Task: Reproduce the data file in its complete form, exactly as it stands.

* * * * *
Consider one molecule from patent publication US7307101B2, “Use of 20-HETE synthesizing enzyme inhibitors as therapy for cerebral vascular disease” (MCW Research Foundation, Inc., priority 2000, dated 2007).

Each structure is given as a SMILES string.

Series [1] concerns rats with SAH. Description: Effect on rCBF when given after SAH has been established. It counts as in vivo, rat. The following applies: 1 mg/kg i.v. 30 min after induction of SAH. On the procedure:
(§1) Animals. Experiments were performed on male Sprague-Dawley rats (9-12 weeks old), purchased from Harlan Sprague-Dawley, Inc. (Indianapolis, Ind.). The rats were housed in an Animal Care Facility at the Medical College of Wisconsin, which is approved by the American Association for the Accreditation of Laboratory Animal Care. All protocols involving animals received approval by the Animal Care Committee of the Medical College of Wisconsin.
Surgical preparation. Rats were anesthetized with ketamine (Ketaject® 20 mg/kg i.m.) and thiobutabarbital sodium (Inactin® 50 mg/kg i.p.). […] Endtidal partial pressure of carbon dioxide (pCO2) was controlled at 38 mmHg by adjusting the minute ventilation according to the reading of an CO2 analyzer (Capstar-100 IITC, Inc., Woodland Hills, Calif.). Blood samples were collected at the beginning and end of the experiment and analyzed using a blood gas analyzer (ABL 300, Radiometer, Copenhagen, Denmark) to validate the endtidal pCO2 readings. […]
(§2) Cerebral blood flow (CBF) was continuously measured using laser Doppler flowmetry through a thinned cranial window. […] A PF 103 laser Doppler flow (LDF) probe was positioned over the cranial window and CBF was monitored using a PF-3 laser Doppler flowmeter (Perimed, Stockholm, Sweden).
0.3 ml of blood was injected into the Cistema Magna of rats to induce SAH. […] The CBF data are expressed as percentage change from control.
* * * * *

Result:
Consider one molecule from patent publication US7307101B2, “Use of 20-HETE synthesizing enzyme inhibitors as therapy for cerebral vascular disease” (MCW Research Foundation, Inc., priority 2000, dated 2007).

Each structure is given as a SMILES string.

Series [1] concerns rats with SAH. Description: Effect on rCBF when given after SAH has been established. It counts as in vivo, rat. The following applies: 1 mg/kg i.v. 30 min after induction of SAH. On the procedure:
(§1) Animals. Experiments were performed on male Sprague-Dawley rats (9-12 weeks old), purchased from Harlan Sprague-Dawley, Inc. (Indianapolis, Ind.). The rats were housed in an Animal Care Facility at the Medical College of Wisconsin, which is approved by the American Association for the Accreditation of Laboratory Animal Care. All protocols involving animals received approval by the Animal Care Committee of the Medical College of Wisconsin.
Surgical preparation. Rats were anesthetized with ketamine (Ketaject® 20 mg/kg i.m.) and thiobutabarbital sodium (Inactin® 50 mg/kg i.p.). […] Endtidal partial pressure of carbon dioxide (pCO2) was controlled at 38 mmHg by adjusting the minute ventilation according to the reading of an CO2 analyzer (Capstar-100 IITC, Inc., Woodland Hills, Calif.). Blood samples were collected at the beginning and end of the experiment and analyzed using a blood gas analyzer (ABL 300, Radiometer, Copenhagen, Denmark) to validate the endtidal pCO2 readings. […]
(§2) Cerebral blood flow (CBF) was continuously measured using laser Doppler flowmetry through a thinned cranial window. […] A PF 103 laser Doppler flow (LDF) probe was positioned over the cranial window and CBF was monitored using a PF-3 laser Doppler flowmeter (Perimed, Stockholm, Sweden).
0.3 ml of blood was injected into the Cistema Magna of rats to induce SAH. […] The CBF data are expressed as percentage change from control.